Over the next 100 days, I'll be doing a listening tour to understand, listen to and learn from teachers, principals and support staff about what's gone right, where we have areas for growth, and how we can potentially innovate down the road to replicate some of the successes from the last year.

We will continue to leverage resources available through Virtual Virginia and Virtual Prince William. Long-term, we will examine if this is an option we want to continue to extend to our students.”

On school resource officers

Q: A few Northern Virginia school divisions recently decided to remove school resource officers because of a concern about their role in the school-to-prison pipeline. What do you believe is the proper role for police officers in our schools? 

A: This issue is very important and is one that deserves engagement from our broader community of parents and caregivers, educators, students and other stakeholders. I promise to spend time in deep dialogue and discussion with the community. Over the next 100 days, and beyond, I will be listening to our stakeholders and considering their feedback on this issue.

On school starting times

Q: The Prince William County School Board is considering later starting times for middle and high school students. Given the research about the positive effect later starting times have on adolescents’ well-being, what is your position?

A: This is something I will examine later this fall after further community dialogue and discussion. We're always going to strive for excellence, equity and integrity, and if we as a community believe that a change will support better outcomes and has the buy-in from stakeholders across the communities we serve, it's something we will consider.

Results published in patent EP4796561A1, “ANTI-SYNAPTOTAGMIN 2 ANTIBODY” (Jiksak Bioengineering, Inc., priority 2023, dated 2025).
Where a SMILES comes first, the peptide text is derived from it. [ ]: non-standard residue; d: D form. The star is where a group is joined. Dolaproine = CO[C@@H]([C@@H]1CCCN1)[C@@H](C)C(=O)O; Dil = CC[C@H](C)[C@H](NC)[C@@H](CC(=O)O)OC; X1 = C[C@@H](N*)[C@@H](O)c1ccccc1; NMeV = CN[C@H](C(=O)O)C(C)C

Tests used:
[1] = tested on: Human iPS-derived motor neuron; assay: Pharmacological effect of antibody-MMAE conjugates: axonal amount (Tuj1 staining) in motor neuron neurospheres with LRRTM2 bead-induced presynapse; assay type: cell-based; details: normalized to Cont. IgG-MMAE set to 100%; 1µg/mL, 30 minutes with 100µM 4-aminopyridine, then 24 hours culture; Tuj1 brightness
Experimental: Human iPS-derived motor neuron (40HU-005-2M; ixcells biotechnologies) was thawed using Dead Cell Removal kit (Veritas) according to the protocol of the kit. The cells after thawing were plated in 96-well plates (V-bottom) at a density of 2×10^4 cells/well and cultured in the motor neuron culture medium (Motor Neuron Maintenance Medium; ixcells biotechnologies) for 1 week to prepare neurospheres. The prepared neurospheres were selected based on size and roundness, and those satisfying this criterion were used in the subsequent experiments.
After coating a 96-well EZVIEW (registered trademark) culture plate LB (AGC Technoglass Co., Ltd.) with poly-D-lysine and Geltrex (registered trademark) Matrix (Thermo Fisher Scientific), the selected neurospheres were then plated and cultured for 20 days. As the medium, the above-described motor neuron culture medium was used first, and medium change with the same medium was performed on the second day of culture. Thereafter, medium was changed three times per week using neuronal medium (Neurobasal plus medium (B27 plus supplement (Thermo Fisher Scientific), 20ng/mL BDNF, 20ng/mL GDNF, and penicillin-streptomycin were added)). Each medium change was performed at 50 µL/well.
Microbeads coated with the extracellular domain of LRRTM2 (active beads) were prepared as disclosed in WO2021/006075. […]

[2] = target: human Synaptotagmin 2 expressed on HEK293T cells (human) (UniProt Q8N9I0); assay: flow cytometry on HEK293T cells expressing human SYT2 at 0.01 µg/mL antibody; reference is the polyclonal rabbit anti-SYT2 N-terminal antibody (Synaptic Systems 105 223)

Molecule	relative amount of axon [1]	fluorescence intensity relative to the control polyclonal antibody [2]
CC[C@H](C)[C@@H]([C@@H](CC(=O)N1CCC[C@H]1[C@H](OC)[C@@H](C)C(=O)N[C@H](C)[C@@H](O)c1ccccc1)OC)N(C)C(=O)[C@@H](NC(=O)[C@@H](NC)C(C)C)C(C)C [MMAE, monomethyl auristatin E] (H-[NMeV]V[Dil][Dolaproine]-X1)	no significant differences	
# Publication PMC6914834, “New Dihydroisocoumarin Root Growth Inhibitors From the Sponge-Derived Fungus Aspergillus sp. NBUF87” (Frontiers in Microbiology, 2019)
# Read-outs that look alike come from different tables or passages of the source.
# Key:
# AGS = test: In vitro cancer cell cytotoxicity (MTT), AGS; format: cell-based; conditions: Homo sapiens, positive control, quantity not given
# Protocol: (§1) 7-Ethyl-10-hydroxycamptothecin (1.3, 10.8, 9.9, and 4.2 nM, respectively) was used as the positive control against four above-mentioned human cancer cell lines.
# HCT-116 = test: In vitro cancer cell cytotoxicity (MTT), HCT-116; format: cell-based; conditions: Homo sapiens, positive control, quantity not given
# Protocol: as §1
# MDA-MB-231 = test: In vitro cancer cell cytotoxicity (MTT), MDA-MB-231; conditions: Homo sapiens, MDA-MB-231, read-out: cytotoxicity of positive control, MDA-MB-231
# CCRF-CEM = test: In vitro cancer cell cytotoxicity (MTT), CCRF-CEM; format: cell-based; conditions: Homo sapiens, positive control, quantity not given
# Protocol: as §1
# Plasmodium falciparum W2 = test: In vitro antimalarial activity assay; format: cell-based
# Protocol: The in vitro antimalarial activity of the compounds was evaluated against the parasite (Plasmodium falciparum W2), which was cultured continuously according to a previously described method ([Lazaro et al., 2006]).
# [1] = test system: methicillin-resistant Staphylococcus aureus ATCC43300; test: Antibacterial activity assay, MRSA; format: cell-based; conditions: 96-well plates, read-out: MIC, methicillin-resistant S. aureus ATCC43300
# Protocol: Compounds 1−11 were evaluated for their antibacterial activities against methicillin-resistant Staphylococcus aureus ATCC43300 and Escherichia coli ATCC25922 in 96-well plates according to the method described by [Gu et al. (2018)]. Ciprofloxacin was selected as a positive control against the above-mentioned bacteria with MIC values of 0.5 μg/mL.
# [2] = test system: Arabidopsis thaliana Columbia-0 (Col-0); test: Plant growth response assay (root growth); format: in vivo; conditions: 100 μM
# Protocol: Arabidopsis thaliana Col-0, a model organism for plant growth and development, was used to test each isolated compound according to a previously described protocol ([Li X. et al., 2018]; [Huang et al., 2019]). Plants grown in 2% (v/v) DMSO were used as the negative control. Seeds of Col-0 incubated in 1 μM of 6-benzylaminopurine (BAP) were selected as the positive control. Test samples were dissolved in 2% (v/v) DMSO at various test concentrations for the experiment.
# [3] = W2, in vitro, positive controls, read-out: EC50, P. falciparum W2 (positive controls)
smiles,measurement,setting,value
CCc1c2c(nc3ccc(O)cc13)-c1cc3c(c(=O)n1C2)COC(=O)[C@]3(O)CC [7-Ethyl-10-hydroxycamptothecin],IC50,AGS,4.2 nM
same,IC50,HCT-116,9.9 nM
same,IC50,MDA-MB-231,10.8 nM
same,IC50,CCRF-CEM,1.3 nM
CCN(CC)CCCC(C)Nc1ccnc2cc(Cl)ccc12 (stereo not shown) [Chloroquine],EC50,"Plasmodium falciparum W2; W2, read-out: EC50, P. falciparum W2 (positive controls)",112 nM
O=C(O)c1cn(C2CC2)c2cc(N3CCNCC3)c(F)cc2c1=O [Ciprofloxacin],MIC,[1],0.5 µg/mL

On being a trailblazer

Q: Most of Prince William County’s teachers are women, and more than 70% of our students are members of minority groups. Can you tell us how you believe your lived experiences will help you better serve and connect with our students and teachers?

A: I am the daughter of immigrants from Belize, and I grew up in a poor neighborhood on the south side of Chicago. Public education and dedicated educators provided me with access to powerful opportunities that affirmed my identity, strengthened my unique skills and talents and supported my aspirations that positioned me for success.

Currently in our country, women make up three quarters of all teachers and more than half of all principals. Yet, at the district level, less than one third of superintendents are women, and only 11% are women of color. 

At the state level, 45% of chiefs are women, and 8% are women of color. Representation is important. Students should be able to see themselves in the world around them, to demonstrate that they can walk in these roles and live in these spaces as well. 

As the first African American and first woman superintendent of PWCS, I am proud to be this model of representation to give our students the opportunity to see themselves in me.

But it must go further than just that. It's about delivering excellence and equity in our approach to students and learning. I am aware of the symbolism of my role, and I don’t shy away from what that means for our students, but the most important thing -- my biggest priority -- is ensuring that each of our students receives the world class education they deserve.